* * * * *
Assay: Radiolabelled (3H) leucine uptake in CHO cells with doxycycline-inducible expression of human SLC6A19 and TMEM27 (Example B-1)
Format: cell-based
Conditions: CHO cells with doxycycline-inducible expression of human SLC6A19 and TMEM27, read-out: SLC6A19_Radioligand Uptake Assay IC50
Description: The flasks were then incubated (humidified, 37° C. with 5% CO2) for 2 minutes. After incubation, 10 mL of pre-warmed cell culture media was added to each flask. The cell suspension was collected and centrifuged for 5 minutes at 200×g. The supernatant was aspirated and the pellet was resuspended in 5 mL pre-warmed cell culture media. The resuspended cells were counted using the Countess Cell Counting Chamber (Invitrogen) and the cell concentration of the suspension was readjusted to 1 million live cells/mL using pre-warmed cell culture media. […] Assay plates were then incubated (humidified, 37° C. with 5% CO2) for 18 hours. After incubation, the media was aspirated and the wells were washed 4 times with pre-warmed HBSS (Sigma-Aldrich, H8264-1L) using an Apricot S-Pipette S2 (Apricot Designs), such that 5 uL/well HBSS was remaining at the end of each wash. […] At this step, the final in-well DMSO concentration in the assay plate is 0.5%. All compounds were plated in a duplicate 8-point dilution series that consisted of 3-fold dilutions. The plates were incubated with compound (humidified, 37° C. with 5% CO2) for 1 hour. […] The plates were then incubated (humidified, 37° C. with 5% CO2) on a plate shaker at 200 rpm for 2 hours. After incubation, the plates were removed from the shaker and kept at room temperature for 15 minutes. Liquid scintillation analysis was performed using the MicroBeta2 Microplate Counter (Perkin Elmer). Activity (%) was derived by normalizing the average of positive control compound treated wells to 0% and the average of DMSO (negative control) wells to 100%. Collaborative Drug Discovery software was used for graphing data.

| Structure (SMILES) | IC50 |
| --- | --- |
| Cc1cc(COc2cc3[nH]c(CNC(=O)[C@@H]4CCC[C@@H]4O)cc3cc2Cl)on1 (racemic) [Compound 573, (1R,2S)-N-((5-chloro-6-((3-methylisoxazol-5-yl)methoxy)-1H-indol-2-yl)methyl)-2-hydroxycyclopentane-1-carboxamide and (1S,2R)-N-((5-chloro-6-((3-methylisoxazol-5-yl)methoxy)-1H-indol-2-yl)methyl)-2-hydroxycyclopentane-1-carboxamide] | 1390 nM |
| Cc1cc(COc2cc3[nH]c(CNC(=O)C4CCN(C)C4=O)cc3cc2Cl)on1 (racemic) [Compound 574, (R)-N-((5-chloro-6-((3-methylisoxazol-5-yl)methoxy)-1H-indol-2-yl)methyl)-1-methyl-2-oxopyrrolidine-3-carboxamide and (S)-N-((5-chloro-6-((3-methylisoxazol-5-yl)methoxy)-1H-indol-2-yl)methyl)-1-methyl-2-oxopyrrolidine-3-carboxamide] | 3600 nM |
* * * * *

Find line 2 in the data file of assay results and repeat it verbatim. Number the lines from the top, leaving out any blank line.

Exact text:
Format: cell-based